As the bill that just won’t quite die a deserved ignominious death, unions and their Democrat pols know that 2010 might be the last time they have an even slim chance for bringing it out of the graveyard of bad legislation.
While we have always based our opposition to the job-destroying effects of EFCA on our experience in the field and, more importantly, the history of unionized jobs, companies and industries, there has been of late studies to back up what we've known all along.
The Evidence is There: Unions Add to Unemployment
While unions, in order to build support for EFCA, still try to convince an already wary public that unions are good for jobs, there is a plethora of evidence out there that completely contradicts their claims. Such evidence exists in the American auto, steel, textile and trucking industries, just to name a few.
In fact, even President Obama's Director of the National Economic Council, Larry Summers, wrote that unionization is a cause of long term unemployment:
Another cause of long-term unemployment is unionization. High union wages that exceed the competitive market rate are likely to cause job losses in the unionized sector of the economy. Also, those who lose high-wage union jobs are often reluctant to accept alternative low-wage employment....
There is no question that some long-term unemployment is caused by government intervention and unions that interfere with the supply of labor....
Last year, a study by Dr. Anne Layne-Farrar (in PDF) found that the hallucinogenically-named Employee Free Choice Act could, in fact, destroy up to five million jobs.
The precise effect on unemployment will depend on the degree to which EFCA increases union density, but for every 3 percentage points gained in union membership through card checks and mandatory arbitration, the following year’s unemployment rate is predicted to increase by 1 percentage point and job creation is predicted to fall by around 1.5 million jobs. Thus, if EFCA passed today and resulted in an increase in unionization from the current rate of about 12% to 15%, then unionized workers would increase from 15.5 to 19.6 million while unemployment a year from now would rise by 1.5 million, to 10.4 million. If EFCA were to increase the percentage of private sector union membership by between 5 and 10 percentage points, as some have suggested, my analysis indicates that unemployment would increase by 2.3 to 5.4 million in the following year and the unemployment rate would increase by 1.5 to 3.5 percentage points in the following year.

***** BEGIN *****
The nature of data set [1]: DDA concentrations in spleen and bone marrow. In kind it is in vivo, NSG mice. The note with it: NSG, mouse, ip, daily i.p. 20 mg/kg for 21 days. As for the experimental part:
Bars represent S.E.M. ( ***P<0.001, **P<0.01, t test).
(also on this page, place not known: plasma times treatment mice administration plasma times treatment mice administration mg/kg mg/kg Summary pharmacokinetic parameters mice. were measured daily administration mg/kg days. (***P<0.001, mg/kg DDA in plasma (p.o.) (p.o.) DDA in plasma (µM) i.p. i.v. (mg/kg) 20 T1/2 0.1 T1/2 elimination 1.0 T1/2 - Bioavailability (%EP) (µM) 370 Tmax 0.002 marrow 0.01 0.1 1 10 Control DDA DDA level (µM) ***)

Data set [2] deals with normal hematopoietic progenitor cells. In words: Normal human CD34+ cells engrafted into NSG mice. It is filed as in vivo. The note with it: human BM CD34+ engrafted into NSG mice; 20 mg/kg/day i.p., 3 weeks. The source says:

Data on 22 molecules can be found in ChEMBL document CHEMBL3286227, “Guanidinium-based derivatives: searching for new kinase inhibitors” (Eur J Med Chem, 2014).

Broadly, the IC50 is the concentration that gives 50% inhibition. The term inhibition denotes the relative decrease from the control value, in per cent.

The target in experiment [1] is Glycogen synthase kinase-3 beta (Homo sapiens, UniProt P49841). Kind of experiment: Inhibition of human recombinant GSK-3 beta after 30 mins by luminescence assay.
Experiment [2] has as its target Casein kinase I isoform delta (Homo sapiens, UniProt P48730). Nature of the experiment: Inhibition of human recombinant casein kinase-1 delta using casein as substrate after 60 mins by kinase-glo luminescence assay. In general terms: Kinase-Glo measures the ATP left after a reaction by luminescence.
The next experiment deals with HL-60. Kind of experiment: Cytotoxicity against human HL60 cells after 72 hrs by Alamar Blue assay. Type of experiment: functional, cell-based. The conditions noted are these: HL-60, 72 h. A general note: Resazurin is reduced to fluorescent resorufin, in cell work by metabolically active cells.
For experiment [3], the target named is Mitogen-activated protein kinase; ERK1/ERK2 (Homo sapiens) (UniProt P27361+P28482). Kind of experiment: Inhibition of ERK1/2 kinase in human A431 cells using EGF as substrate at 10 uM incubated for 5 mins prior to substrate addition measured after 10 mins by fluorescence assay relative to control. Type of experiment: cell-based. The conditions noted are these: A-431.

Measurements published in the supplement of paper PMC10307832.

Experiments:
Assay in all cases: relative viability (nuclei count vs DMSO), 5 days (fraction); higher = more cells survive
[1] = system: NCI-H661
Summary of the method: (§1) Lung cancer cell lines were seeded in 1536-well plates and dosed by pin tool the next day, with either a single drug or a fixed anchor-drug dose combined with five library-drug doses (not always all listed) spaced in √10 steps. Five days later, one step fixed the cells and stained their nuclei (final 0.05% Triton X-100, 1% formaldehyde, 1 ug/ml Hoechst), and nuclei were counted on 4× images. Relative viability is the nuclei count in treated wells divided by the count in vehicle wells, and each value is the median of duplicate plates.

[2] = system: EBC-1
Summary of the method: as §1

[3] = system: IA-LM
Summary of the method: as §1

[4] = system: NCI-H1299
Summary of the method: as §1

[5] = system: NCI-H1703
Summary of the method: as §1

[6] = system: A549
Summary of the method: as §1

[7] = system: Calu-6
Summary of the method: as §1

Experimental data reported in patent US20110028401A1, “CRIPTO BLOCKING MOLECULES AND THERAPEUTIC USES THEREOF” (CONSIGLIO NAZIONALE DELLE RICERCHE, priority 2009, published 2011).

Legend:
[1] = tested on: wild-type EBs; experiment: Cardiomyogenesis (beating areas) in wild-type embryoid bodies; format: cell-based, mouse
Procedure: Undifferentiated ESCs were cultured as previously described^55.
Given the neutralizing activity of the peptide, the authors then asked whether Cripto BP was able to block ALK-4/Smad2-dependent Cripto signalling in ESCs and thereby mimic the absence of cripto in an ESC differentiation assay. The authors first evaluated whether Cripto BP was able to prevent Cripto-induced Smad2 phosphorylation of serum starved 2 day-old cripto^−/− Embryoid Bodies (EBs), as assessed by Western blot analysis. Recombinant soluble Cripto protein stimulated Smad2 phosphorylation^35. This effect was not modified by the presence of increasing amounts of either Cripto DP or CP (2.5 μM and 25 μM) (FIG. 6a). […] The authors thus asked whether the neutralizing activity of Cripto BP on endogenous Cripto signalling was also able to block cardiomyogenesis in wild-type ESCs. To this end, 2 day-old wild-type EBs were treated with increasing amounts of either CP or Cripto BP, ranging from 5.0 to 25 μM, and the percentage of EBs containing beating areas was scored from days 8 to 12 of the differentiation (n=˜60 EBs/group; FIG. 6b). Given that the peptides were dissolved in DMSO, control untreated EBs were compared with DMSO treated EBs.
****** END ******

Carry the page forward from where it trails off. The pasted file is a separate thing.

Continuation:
A Disproportionate Impact on Small Business and Workers With Low Skills and Education
To add to the already-big pile of evidence on EFCA's job-destroying ramifications, a new study (in PDF) has just been released by the American Enterprise Institute* that pretty simply sums up the effects of the delusionally-dubbed Employee Free Choice Act as: EFCA = Unemployment.
- If the EFCA returns unionization rates to 1970s levels, it could reduce economy-wide employment and gross domestic product by close to 4 percent. This translates to about 4.5 million jobs lost and over $500 billion in lost output and income.
- Job loss resulting from EFCA will tend to fall disproportionately on workers with relatively low levels of education and skills. Ironically, these are the very workers the proposed legislation is intended to help.
- EFCA will be particularly costly to small businesses, which typically start out with small profit margins, face high initial failure rates, and are less likely to have specialized human resources staff to deal with labor disputes and union organization. Between 2003 and 2006, 84 percent of new union certification elections were held at companies with less than 100 employees.
- In this increasingly globally competitive economy, increasing wages and expanding the pool of high paying jobs requires increasing worker productivity, not suppressing competition through increased unionization. Alternative policies, including subsidies for education and job training, can promote wage growth for lower-skilled workers more efficiently than unionization.
So what gives?
While unions have tried to downplay the negative effects of EFCA by using such bromides as "unions will help restore the middle class," the reality is, there is very little credible argument from the unions or the Left on EFCA's job-destroying effects. This raises the question as to why?
If union leaders understand the fact that EFCA will destroy jobs, why do they continue pushing it?
The answer to this question lies in the hope that the growth in union membership will supercede the job losses EFCA will cause. According to outgoing SEIU president Andy Stern, EFCA could add "1.5 million members annually for the next 10-to-15 years with passage of EFCA."
Clearly, for the unions, the addition of a greater number of new members would offset the losses of workers whose companies could not compete in a unionized environment and, as unions have moved more toward the services sectors of the economy, they believe that the ends justify the means.
For those whose jobs are lost due to their companies closing or their jobs being outsourced as a result of unionization, the union justification seems to be: Too bad. They can always apply for a union job somewhere else.
* - hat-tip: Stop the Assault
“I bring reason to your ears, and, in language as plain as ABC, hold up truth to your eyes.” Thomas Paine, December 23, 1776
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